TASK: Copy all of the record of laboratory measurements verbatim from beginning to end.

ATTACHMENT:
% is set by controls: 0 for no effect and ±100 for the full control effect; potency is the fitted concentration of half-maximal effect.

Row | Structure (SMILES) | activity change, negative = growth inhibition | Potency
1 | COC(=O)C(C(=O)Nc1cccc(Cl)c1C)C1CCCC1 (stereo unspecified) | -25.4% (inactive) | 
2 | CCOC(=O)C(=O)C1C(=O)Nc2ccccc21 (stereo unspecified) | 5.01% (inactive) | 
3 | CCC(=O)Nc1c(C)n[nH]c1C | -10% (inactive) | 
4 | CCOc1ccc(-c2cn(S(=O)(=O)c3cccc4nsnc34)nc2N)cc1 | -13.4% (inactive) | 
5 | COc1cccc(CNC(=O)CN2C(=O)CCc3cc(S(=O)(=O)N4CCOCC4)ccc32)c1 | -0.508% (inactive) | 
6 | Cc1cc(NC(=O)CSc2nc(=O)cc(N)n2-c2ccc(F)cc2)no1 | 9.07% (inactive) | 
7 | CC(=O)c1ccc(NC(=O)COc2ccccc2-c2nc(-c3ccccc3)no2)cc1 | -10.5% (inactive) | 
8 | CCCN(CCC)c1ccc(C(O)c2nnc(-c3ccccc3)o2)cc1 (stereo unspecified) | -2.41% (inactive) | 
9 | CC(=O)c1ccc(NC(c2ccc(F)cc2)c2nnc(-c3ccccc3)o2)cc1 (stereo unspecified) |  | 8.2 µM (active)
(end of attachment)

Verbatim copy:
% is set by controls: 0 for no effect and ±100 for the full control effect; potency is the fitted concentration of half-maximal effect.

Row | Structure (SMILES) | activity change, negative = growth inhibition | Potency
1 | COC(=O)C(C(=O)Nc1cccc(Cl)c1C)C1CCCC1 (stereo unspecified) | -25.4% (inactive) | 
2 | CCOC(=O)C(=O)C1C(=O)Nc2ccccc21 (stereo unspecified) | 5.01% (inactive) | 
3 | CCC(=O)Nc1c(C)n[nH]c1C | -10% (inactive) | 
4 | CCOc1ccc(-c2cn(S(=O)(=O)c3cccc4nsnc34)nc2N)cc1 | -13.4% (inactive) | 
5 | COc1cccc(CNC(=O)CN2C(=O)CCc3cc(S(=O)(=O)N4CCOCC4)ccc32)c1 | -0.508% (inactive) | 
6 | Cc1cc(NC(=O)CSc2nc(=O)cc(N)n2-c2ccc(F)cc2)no1 | 9.07% (inactive) | 
7 | CC(=O)c1ccc(NC(=O)COc2ccccc2-c2nc(-c3ccccc3)no2)cc1 | -10.5% (inactive) | 
8 | CCCN(CCC)c1ccc(C(O)c2nnc(-c3ccccc3)o2)cc1 (stereo unspecified) | -2.41% (inactive) | 
9 | CC(=O)c1ccc(NC(c2ccc(F)cc2)c2nnc(-c3ccccc3)o2)cc1 (stereo unspecified) |  | 8.2 µM (active)